Understanding Lupus

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Understanding Lupus

Systemic lupus erythematosus is an autoimmune disease where the immune system starts attacking healthy cells within the body. Commonly referred to as lupus, it is a condition that affects the  joints, nervous system, blood vessels, lungs, kidneys, skin, and brain. From fatigue to fever, pain to rashes, lupus can turn severe within a very small time frame.

Even though lupus has no cure, it can be managed effectively, as long as it is diagnosed by your medical doctor before getting out of hand. Here is all the information you need to discover what it is, what are its signs and symptoms, how it’s diagnosed.

Facts about Lupus

Before diving into the ‘what’ and ‘why’ of lupus there are some facts you need to become clear on. It is one of those diseases  not very well known by the masses. This means that most people are not going to be able to understand it unless you explain it to them. In order to have support from your loved ones, you can give them a clear idea of what lupus involves. These few facts will help them;

  • The minute you mention immune system, people are going to jump to diseases like HIV and AIDS. Make it clear that lupus is nothing like AIDS or HIV. In these diseases, the immune system is attacked, where as  lupus is a condition that has an overactive immune system.
  • Lupus is not contagious and it cannot be transferred to anyone on contact or by breathing in the same environment.
  • It is a chronic condition which means that it stays for life and cannot go away with treatment. However, it can be managed effectively like diabetes, heart illness, or asthma.
  • Lupus symptoms are expressed uniquely for each individual. Just because one person has a rashs, does not mean every patient will have them. Some have mild conditions, while others have a severe form of it.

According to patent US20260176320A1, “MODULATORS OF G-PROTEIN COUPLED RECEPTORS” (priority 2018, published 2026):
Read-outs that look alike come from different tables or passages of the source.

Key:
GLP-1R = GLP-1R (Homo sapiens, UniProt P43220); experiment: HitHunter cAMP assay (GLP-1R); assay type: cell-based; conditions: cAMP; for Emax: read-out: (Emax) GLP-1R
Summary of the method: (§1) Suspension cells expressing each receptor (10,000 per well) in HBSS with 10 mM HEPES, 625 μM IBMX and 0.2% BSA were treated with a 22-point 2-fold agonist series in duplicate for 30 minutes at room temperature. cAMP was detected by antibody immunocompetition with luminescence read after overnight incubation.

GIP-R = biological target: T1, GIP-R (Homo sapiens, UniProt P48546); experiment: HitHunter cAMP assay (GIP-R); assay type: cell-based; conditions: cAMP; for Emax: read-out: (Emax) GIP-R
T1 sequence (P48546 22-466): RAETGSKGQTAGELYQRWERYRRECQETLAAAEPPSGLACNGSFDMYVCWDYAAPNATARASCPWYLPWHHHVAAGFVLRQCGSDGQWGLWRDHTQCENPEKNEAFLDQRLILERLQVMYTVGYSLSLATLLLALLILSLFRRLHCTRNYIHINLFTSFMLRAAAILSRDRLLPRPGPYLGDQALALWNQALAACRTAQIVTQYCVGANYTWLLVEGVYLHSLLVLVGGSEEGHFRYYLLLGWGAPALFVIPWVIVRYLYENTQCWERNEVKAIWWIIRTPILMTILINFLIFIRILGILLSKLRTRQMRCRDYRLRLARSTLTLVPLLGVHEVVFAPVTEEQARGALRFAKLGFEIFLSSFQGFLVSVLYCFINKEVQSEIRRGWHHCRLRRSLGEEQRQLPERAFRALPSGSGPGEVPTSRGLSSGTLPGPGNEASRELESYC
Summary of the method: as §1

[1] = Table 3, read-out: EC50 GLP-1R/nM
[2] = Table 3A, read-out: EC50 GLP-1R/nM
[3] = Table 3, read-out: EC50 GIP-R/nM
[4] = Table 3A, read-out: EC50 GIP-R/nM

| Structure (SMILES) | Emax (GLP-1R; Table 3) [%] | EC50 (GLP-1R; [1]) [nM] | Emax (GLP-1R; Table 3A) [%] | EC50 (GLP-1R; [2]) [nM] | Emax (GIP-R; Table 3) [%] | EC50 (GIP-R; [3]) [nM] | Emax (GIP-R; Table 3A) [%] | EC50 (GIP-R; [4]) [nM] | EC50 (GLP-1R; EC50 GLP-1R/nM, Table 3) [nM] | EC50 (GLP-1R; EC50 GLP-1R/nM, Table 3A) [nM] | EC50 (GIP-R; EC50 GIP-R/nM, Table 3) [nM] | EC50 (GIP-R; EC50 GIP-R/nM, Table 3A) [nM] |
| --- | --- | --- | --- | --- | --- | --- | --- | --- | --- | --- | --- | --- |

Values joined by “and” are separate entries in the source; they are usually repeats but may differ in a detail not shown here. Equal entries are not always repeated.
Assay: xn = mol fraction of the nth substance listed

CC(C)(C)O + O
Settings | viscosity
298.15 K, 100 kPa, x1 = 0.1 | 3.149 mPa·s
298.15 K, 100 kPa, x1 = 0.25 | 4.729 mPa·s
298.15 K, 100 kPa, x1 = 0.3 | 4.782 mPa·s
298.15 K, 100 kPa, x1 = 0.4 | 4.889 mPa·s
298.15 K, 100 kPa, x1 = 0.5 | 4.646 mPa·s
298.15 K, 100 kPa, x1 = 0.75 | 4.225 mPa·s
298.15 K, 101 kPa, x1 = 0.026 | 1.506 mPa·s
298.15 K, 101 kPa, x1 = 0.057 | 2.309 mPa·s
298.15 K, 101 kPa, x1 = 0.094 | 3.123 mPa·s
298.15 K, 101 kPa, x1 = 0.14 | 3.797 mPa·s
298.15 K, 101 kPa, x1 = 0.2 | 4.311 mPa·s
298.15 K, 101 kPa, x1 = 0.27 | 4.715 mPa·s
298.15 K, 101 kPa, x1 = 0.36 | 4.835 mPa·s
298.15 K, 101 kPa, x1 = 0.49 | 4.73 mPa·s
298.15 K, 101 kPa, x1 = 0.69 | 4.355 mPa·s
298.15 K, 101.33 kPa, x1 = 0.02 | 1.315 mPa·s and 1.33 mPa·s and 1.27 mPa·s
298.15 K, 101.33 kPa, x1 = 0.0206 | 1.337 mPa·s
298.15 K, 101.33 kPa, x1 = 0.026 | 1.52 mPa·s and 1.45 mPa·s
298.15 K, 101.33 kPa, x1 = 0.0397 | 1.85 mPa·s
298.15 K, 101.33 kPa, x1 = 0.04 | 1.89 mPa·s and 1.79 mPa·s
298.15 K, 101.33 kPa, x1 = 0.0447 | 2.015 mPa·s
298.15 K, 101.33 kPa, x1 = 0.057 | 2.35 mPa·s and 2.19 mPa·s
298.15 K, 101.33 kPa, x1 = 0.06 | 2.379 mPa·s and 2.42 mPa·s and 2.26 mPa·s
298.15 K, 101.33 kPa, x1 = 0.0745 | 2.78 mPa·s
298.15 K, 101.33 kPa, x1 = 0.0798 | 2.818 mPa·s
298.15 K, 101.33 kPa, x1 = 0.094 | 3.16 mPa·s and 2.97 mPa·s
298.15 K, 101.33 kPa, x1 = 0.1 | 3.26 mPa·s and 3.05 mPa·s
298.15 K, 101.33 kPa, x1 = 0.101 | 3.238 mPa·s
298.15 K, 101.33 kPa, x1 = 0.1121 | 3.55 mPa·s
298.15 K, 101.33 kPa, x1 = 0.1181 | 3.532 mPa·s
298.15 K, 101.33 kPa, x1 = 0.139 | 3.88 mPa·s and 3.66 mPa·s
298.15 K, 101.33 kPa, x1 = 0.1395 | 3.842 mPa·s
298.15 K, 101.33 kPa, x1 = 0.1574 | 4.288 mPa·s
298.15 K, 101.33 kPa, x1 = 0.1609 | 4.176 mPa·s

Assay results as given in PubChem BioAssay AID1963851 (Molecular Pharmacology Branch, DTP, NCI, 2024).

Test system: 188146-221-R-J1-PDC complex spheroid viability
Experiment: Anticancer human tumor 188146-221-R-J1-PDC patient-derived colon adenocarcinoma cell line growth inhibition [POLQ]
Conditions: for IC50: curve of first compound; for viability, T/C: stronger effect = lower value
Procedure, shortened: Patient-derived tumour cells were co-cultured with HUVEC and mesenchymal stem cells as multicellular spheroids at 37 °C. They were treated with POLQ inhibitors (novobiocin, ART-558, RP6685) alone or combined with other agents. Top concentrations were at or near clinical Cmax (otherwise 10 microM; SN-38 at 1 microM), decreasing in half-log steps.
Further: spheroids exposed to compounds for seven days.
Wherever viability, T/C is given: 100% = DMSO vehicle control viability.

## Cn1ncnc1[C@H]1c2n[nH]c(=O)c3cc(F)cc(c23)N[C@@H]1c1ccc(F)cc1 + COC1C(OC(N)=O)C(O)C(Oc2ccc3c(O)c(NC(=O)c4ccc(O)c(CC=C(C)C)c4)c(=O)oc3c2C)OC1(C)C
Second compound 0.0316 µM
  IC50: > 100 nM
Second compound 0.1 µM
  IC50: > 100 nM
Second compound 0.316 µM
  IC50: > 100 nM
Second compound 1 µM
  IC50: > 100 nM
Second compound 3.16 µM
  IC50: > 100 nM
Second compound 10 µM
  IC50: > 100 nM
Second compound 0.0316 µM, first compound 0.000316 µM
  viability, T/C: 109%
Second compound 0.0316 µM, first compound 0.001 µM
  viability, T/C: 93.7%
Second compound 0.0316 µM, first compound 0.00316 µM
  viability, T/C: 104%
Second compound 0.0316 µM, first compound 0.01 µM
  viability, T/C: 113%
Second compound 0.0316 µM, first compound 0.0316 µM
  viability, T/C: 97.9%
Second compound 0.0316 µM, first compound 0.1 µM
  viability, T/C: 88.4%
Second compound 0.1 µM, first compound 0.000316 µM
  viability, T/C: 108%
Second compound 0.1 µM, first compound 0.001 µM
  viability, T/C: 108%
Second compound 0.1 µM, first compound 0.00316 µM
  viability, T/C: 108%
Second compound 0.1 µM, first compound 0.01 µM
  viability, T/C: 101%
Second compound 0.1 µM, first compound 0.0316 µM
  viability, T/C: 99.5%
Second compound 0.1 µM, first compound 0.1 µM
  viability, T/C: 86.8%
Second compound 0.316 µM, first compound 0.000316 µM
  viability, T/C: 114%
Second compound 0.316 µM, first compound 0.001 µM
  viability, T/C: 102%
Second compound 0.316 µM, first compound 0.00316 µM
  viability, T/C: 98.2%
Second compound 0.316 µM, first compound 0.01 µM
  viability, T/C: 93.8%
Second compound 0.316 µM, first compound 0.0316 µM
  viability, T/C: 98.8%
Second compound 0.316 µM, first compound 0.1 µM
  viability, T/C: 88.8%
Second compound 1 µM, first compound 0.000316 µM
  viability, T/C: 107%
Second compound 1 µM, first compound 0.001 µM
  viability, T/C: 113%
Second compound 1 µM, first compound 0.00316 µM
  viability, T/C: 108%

Lupus – The Basics

As mentioned above, Lupus is an autoimmune disease whereby the immune system becomes overactive and starts thinking that healthy cells in the body are its enemies. So it attacks and destroys them. It is mostly a disease that afflicts women, as 9 out 10 patients are women. Lupus is also more common among people of African, Native American or Asian descent, compared to Caucasians.

The earliest onset can be young, but most people who get lupus are between the ages of 15 to 44. What you may be thinking right now is this; What causes lupus in the first place? As of yet, experts aren’t sure why the immune system turns rogue and starts attacking healthy cells in the body.

Some studies point out it could be because of genetics, while other researchers suggest that certain allergies or viruses can also lead to the development of lupus. Hormonal and environmental causes can also give way to the occurrence of lupus. For example, some women develop lupus after they have had pregnancy due to the rise and fall of estrogen hormones.

When lupus sets in, tissues become inflamed and damaged. It is a disease of flareups and remissions, meaning the symptoms keep going up and down. There are two kinds of lupus, systemic lupus and discoid lupus. DLE or discoid lupus shows effects on skin that is exposed to sunlight and in most cases organs are left undamaged. Scars take place on the skin that are shaped like circular coins.